August 18, 2018
There are 80 days until the November 6th midterm elections. On this page, we present two battleground House maps based on the current ratings of Sabato's Crystal Ball, The Cook Political Report, and Inside Elections. 218 seats are needed to control the House in the 116th Congress that will be seated in January, 2019.
Both maps are interactive - click/tap a map to use it as a starting point to create your own 2018 House forecast.
Consensus Forecast: This first map is based on a calculated average rating of the three forecasters except that the darkest red/blue color is only used for those districts rated safe by all three forecasters. This gives us a broader view of the universe of seats that may be competitive on Election Day. Currently, 321 seats are seen as safe for the incumbent party, with 114 having various levels of competitiveness. Of those, about 95 are currently in GOP hands.
Most Competitive: This next map categorizes a district as competitive if at least one of the three forecasters gives it a rating of toss-up, tilt, or leans. It is a broader view of the more competitive races than one would get by looking at a single forecast. Absent a real wave election, these are the seats where control is likely to be won or lost. Republicans hold 60 of these 70 districts.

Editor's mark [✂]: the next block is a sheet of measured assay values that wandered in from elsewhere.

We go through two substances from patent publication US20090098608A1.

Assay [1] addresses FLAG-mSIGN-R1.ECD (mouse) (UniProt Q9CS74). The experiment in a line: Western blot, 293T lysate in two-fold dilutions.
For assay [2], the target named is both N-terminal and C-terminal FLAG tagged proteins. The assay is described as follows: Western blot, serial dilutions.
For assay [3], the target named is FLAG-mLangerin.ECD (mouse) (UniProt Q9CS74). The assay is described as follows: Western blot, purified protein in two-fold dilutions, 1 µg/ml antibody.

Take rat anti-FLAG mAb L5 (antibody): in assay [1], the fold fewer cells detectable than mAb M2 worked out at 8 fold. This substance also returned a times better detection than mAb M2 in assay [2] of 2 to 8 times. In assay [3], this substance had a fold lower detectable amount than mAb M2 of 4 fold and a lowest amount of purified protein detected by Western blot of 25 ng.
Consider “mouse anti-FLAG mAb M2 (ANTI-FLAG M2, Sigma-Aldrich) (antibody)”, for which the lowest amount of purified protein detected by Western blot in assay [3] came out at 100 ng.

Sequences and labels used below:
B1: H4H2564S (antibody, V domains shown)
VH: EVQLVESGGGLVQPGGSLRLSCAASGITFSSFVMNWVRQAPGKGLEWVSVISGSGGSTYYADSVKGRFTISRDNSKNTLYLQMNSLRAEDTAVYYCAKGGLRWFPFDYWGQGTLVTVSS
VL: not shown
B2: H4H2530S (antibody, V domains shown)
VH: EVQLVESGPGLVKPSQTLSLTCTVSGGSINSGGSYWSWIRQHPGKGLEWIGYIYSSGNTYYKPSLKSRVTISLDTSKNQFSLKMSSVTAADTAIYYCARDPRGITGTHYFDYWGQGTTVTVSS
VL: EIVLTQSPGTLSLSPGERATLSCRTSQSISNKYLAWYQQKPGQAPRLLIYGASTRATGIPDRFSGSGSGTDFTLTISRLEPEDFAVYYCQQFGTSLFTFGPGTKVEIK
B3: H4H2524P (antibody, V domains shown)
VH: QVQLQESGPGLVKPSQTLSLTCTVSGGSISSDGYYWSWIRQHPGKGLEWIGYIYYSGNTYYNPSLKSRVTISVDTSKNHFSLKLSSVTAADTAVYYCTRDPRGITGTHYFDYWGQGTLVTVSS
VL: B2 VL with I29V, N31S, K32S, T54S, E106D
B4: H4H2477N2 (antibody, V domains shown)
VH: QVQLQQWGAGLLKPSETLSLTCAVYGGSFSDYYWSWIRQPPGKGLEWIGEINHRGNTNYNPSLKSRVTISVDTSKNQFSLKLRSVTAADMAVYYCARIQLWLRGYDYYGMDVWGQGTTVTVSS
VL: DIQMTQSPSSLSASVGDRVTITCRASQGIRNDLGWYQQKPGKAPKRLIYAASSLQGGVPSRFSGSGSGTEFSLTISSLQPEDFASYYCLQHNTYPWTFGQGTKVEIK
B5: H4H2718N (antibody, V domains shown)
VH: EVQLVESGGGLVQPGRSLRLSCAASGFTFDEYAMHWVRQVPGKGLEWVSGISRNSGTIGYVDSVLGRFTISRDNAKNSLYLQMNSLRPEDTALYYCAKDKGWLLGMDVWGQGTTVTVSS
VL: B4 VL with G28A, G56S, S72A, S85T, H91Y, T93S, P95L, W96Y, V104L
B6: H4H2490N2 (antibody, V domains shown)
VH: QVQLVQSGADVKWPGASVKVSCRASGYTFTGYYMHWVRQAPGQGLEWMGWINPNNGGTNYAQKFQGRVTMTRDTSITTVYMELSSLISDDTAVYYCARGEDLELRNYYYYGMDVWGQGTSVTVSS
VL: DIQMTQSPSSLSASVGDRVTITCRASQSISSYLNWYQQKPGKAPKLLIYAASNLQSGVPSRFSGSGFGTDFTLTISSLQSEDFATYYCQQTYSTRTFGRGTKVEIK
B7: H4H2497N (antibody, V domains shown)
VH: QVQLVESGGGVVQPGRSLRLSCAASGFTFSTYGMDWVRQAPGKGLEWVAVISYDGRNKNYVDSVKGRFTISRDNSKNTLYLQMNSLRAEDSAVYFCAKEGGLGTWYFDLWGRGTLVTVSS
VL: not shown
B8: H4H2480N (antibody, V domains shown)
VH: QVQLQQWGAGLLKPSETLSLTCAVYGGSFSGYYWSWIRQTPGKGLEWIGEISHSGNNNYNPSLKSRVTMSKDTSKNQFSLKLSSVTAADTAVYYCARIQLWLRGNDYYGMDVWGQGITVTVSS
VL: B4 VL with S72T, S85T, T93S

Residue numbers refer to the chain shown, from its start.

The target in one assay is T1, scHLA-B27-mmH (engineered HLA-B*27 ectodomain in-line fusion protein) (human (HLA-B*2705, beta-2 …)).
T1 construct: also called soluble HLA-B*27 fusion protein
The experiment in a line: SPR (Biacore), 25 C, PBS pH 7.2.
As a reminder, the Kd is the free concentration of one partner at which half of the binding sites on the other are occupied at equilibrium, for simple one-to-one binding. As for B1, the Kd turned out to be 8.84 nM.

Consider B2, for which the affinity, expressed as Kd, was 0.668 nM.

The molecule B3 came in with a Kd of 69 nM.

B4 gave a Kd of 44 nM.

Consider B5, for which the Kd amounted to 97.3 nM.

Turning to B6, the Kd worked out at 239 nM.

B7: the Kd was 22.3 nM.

Note that the above narrative is as of August 17th. As the forecasts evolve in the months ahead, the images in this article will update to reflect the then-current outlook.
Kansas Republicans opted for nominees with better general election prospects, while a dynastic Missouri Democratic congressman was defeated
After a two week break, August 4 brings us primaries in Arizona, Kansas, Michigan, Missouri and Washington
Biden is likely to prevail here, but a competitive electoral vote available in the state's 2nd congressional district - won by Trump in 2016 - will draw considerable attention.
See how often a state votes with the election winner and also which states most frequently put the winner across the 270 electoral vote threshold.
Reliably Republican at the presidential level through most of the 20th century, it has voted Democratic since 2008 and looks fairly safe for Joe Biden in 2020